1/3 cup chocolate chips, chopped (this is a simple money saving strategy that I learned from my Depression-era mother — if you chop the chips into smaller chunks, they spread more out through the batter. So you don’t get massive pieces of chocolate here and there, but you do get little bits of chocolate everywhere. The muffin looks prettier, as well)

With a wooden spoon, blend the peanut butter and oil together until smooth; stir in the sugar until mixed, then the egg until blended. Mixture will be thick.

Sift the flour, baking powder, baking soda, and salt together in a bowl. Dump atop the peanut butter mixture; pour the milk and lemon juice over, and gently stir until mixed. If you overstir, the muffins will fall, which isn’t the end of the world, but it always makes you feel bad.

The batter should be thick, like stirred cottage cheese, so if you need to add more flour, do so a tablespoon or so at a time.

Stir in the chopped chocolate chips.

In insecure times, we gain confidence by knowing how to do more things for ourselves.

Fill greased muffin tins more than 1/2 full, but less than 2/3. Bake at 350 degrees for 13-17 minutes, until the tops spring back when you touch them lightly. If you are using ancient wheat flours, these tend to bake up more quickly than conventional wheat.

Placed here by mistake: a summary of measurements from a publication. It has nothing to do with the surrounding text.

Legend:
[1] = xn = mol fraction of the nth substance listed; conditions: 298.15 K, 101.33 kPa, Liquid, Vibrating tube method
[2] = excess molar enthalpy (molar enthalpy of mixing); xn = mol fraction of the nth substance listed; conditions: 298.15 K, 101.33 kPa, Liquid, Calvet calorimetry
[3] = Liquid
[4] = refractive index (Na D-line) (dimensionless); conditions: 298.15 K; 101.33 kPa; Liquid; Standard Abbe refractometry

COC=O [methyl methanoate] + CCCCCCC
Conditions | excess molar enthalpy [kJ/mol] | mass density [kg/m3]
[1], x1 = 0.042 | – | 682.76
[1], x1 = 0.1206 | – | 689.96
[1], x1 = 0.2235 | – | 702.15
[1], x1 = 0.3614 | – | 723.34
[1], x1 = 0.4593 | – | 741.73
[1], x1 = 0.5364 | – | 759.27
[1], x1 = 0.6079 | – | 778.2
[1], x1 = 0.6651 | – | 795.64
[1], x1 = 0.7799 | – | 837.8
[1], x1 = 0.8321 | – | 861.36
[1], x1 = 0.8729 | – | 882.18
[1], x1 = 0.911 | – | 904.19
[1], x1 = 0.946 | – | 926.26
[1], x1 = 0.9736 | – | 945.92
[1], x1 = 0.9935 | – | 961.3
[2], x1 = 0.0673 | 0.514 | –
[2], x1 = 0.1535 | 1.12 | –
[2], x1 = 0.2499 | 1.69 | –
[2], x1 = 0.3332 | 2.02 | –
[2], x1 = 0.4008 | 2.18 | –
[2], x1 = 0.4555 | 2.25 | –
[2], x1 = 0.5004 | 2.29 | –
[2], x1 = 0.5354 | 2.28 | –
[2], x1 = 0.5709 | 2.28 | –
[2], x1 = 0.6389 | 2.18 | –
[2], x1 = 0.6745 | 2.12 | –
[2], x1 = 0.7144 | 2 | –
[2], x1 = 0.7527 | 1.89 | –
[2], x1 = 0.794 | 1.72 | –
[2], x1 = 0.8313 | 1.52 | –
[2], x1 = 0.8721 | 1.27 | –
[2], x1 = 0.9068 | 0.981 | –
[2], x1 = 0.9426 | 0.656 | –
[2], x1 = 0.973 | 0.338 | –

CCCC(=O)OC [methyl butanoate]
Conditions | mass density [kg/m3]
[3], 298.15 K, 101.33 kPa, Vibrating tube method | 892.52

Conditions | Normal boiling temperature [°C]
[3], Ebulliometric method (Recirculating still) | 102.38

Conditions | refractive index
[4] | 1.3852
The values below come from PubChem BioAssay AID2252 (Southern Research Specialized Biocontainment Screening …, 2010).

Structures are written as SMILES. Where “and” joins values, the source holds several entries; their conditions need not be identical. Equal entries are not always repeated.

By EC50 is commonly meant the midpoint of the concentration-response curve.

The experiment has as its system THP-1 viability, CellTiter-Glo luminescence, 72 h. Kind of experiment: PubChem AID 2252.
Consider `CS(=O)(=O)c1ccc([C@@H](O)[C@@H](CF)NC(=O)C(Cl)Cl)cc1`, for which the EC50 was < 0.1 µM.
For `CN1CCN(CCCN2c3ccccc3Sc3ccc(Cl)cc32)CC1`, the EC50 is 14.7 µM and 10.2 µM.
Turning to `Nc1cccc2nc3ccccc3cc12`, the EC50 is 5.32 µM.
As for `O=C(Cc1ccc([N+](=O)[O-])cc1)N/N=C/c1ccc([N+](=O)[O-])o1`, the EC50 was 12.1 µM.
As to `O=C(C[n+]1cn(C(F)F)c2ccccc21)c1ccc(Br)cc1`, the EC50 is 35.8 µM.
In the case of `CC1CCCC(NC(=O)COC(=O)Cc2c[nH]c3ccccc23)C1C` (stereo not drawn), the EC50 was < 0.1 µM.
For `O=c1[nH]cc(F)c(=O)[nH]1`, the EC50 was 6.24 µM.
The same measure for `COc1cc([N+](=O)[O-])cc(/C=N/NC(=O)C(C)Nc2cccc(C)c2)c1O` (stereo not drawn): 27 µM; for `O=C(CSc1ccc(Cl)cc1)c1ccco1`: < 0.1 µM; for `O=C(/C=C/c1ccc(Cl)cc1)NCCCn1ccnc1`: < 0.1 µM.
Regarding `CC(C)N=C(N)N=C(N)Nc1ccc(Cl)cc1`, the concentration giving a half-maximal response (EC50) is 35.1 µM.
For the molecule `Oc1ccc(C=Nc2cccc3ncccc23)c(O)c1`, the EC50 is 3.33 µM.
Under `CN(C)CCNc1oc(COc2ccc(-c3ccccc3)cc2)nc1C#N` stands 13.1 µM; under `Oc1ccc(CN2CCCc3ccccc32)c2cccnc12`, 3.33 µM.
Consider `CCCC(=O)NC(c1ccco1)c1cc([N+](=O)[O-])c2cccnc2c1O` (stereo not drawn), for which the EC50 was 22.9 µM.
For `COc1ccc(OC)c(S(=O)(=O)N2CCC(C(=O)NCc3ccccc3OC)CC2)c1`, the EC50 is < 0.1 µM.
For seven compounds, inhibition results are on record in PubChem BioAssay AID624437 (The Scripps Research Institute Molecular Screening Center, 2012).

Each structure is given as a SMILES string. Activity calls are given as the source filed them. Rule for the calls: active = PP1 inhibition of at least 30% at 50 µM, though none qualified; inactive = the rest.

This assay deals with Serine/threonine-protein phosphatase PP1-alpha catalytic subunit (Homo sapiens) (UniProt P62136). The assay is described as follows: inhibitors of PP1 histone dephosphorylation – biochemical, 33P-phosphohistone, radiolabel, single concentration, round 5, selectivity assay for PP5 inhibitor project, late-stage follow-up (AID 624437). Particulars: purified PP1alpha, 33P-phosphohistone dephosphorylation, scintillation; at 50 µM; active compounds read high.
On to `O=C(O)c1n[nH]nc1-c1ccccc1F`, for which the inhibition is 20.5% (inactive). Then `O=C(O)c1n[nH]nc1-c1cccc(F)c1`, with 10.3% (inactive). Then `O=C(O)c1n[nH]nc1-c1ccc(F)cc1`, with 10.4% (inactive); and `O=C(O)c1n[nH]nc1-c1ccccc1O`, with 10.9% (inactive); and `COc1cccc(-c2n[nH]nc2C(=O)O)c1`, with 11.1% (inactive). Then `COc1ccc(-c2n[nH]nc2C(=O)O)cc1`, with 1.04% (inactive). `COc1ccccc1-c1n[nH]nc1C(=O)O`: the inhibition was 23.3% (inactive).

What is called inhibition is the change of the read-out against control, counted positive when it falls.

Enjoy! Turn off the television, gather together whatever life forms are in your household, and be grateful for food.

Enjoying time together with family and friends is a simple thing we all wish we did more of, but there’s no reason why we can’t as long as we realize it’s a priority. It’s also another of those simple, yet pleasurable, lifestyle changes we can make to Live Happily on Less.

This article is linked to Thriving ThursdaysLive Laugh RoweWe Are That FamilyJenny Mullinix, Tasty TraditionsEnchanted Homeschooling MomKatherine’s CornerGraced SimplicityDay 2 Day JoysLiving Well Spending Less, Kelly the Kitchen KopMama BZZHolistic SquidSimply Helping HimRaising HomemakersHope in Every SeasonA Wise WomanWholehearted HomeDeep Roots at HomeA Little R and RWalking Redeemed, Intentionally DomesticGrowing HomeTeaching What Is GoodMoms the WordNourishing JoyMy Joy Filled LifeA Mama’s Story

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10 Responses to “Recipe: Peanut Butter Muffins”

  1. Jill says:

    This recipe looks so delicious, I am going to have to try it. Thank you for sharing and for linking up this week to the Thoughtful Spot Weekly Blog Hop.